Carlson Curve

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Total cost of sequencing a human genome over time as calculated by the NHGRI.

The Carlson Curve is a term coined by The Economist[1] to describe the biotechnological equivalent of Moore's law, and is named after author Rob Carlson.[2] Carlson predicted that the doubling time of DNA sequencing technologies (measured by cost and performance) would be at least as fast as Moore's law.[3] Carlson Curves illustrate the rapid (in some cases above exponential growth) decreases in cost, and increases in performance, of a variety of technologies, including DNA sequencing, DNA synthesis and a range of physical and computational tools used in protein expression and in determining protein structures.

Moore's Law started being profoundly out-paced in January 2008 when the centers transitioned from Sanger sequencing to newer DNA sequencing technologies :[4]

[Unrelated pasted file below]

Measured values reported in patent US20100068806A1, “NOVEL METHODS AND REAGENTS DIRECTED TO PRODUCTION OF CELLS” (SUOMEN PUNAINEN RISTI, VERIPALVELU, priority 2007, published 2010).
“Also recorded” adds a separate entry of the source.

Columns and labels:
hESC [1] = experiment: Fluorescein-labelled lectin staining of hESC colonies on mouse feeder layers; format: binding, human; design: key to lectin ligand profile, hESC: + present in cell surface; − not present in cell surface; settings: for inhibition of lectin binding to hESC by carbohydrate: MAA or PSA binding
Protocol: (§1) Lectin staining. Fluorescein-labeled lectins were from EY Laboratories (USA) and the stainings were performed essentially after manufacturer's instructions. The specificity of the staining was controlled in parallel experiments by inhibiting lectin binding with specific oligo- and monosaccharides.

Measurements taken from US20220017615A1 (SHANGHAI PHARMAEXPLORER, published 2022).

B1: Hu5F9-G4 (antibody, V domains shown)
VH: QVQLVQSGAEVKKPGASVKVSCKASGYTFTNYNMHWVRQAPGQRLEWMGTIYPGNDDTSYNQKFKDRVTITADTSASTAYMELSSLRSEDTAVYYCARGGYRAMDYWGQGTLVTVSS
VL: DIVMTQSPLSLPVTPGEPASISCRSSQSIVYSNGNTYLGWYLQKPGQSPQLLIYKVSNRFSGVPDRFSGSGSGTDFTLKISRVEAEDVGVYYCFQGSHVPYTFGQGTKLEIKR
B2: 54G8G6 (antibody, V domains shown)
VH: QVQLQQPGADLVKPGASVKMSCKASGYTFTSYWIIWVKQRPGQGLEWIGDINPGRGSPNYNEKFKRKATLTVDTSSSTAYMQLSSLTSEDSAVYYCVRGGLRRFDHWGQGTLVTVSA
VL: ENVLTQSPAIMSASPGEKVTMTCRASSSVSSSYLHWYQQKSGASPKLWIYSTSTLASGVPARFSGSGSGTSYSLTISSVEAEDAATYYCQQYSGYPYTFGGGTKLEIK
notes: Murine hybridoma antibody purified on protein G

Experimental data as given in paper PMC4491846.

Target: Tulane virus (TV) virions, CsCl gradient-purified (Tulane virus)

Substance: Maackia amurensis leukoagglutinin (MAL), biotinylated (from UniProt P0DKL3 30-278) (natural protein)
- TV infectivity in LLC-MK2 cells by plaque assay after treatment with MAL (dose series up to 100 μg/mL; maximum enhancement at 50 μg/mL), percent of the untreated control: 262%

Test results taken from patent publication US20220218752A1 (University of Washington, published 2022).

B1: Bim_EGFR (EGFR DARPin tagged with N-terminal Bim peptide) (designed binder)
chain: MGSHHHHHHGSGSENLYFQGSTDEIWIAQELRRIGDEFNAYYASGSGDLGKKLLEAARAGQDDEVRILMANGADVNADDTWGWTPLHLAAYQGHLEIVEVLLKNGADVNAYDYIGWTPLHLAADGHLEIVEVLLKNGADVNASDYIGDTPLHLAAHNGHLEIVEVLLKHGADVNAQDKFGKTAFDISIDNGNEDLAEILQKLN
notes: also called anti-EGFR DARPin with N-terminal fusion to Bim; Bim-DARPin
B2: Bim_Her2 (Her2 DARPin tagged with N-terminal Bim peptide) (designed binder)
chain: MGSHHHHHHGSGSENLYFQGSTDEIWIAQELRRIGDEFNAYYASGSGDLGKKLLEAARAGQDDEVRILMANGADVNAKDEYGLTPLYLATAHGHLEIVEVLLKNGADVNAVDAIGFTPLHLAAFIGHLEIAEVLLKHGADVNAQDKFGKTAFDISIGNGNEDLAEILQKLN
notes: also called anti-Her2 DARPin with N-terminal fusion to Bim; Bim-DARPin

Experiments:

• 454 sequencing (average read length=300-400 bases): 10-fold
  • Illumina and SOLiD sequencing (average read length=50-100 bases): 30-fold.

References[edit]

  1. ^ "Life 2.0.". The Economist. August 31, 2006. 
  2. ^ Robert H. Carlson (April 2011). Biology Is Technology : The Promise, Peril, and New Business of Engineering Life. Cambridge, MA: Harvard University Press. 
  3. ^ Robert Carlson (September 2003). "The Pace and Proliferation of Biological Technologies". Biosecurity and Bioterrorism: Biodefense Strategy, Practice, and Science (Mary Ann Liebert, Inc.) 1 (3: 203-214). doi:10.1089/153871303769201851. 
  4. ^ "DNA Sequencing Costs". National Human Genome Research Institute.